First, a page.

Jews first settled in Berlin centuries ago and their culture has marked the city profoundly. A previous blogpost was about the holocaust and remembrance in Berlin; this one covers the places in the city where you can learn more about Jewish culture, history and heritage. You might be surprised how many there are!
Jews in Berlin: A Little History
In 1671, 50 Jewish families were invited to Berlin by Friedrich Wilhelm, Duke of Prussia after their expulsion from Vienna and they settled in an area north of Alexanderplatz known as the Scheunenviertel. Two centuries later, their numbers had grown hugely and in 1866 the New Synagogue was opened in Orianenburger Strasse, a splendidly ornate building where 3000 people could worship. Its golden dome is still a landmark in this corner of the city, but the building was badly bombed during World War II, then reopened as a centre of Jewish heritage so it’s an excellent place to start learning about Jewish culture in Berlin. Two informative books on the story Of Jews in Berlin are The Wandering Jews by Joseph Roth and Jews in Berlin by Andreas Nachama.
The New Synagogue
The history of the New Synagogue is told through artefacts: a wood carving of the grand opening on Rosh Hashana in 1866, a scale model of the original building, the Torah desk, partially reconstructed from fragments, a description of the damage done during the night of the pogrom in 1938: ‘‘The interior hall was trashed, the Ark broken open, the Torah scrolls desecrated and the building set ablaze.’ Wilhelm Krützfeld is remembered with gratitude. He was a policeman on duty that night and he called the fire brigade in time to prevent the complete destruction of the synagogue. It then re-opened for Passover in 1939, only to be closed by the Nazis in 1940.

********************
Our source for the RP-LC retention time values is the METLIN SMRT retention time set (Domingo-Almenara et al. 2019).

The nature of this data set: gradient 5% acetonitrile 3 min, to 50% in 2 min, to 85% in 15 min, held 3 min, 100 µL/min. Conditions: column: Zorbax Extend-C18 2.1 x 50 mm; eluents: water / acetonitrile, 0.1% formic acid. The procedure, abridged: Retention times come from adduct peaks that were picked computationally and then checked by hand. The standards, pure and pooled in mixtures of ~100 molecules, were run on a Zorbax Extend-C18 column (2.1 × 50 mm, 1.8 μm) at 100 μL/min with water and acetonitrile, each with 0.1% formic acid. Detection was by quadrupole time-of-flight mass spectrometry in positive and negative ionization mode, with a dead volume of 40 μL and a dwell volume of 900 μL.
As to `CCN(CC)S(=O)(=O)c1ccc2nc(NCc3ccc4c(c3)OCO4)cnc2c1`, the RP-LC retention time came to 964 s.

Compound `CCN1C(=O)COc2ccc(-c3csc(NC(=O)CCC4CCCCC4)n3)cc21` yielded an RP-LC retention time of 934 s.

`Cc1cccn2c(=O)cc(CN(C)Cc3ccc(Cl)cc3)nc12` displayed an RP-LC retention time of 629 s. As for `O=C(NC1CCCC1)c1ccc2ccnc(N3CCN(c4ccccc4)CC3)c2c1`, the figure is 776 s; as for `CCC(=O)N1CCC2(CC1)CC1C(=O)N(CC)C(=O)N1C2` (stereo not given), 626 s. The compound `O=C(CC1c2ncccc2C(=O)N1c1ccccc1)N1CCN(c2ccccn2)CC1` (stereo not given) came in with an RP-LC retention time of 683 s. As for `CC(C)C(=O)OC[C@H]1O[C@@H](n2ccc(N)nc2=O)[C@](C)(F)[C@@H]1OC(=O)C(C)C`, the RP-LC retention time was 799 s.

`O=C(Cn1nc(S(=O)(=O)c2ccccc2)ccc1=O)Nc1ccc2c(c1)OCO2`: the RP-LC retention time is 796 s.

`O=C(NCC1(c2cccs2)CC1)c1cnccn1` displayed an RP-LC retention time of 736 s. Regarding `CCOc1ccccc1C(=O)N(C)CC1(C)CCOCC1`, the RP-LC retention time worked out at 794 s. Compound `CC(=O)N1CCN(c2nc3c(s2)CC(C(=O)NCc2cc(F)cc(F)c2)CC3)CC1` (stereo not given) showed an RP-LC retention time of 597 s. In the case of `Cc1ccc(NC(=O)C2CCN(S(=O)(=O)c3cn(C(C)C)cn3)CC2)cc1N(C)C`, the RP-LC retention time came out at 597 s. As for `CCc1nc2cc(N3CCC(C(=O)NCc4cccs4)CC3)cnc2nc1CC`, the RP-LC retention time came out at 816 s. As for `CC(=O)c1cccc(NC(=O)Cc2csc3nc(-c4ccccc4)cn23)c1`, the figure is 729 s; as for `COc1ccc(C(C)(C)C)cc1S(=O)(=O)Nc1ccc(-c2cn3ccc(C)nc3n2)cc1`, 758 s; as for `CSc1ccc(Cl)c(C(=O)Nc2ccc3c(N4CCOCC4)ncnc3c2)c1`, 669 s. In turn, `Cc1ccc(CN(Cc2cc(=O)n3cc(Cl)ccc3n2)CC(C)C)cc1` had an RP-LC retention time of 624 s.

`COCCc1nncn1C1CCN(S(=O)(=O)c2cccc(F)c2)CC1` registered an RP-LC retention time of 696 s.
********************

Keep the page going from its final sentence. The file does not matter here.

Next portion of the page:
The exhibition also gives glimpses of those who worshipped here. Brothers Julius and Adolph Jacoby married sisters Lydia and Cecilia Schönlank and when the New Synagogue opened in 1866, the two couples donated the sanctuary lamp which hung in front of the Torah Ark. A photograph shows the wedding, in December 1939, of Rabbi Heinz Meyer and Ingeborg Silberstätter, one of the last couples to marry under the wedding canopy, or chuppah. Their story is bleak: they were deported in May 1943 and both were murdered in concentration camps, he at Dachau and she at Auschwitz. A memorial wall explains that of the 160,000 Jews living in Berlin in 1933, 90,000 escaped Germany. The names of 50,576 Jews who were abducted from Berlin and died in the camps are all here, with the explanation: ‘Every Person has a name. The Jewish victims of National Socialism in Berlin.
The Hakesche Höfe is a little area just near Alexanderplatz which was originally a series of courtyards built in 1906 where many of Berlin’s Jewish population lived. Today, the courtyards have been renovated and contain a mix of housing, shops, galleries, restaurants and a little Kino-Theater, popular with Berliners and tourists alike. Look out for the wonderful Art Nouveau façade in courtyard number one and for various plaques recalling the area’s history, such as one in memory of the Jewish Reformer, Rabbi Abraham Geiger.
Otto Weidt Museum and Anne Frank Centre
These are just next door to the Hackesche Höfe. The Otto Weidt Museum is in the former Blindenwerkstatt, a workshop employing blind people, many of them Jewish, where Otto Weidt hid some of his employees to try and save them from persecution by the Nazis. In the same building, the Anne Frank Centre tells her story through an exhibition called ‘All about Anne’. This exhibition and cultural centre also runs guided tours of the area (see below)
The Old Jewish Cemetery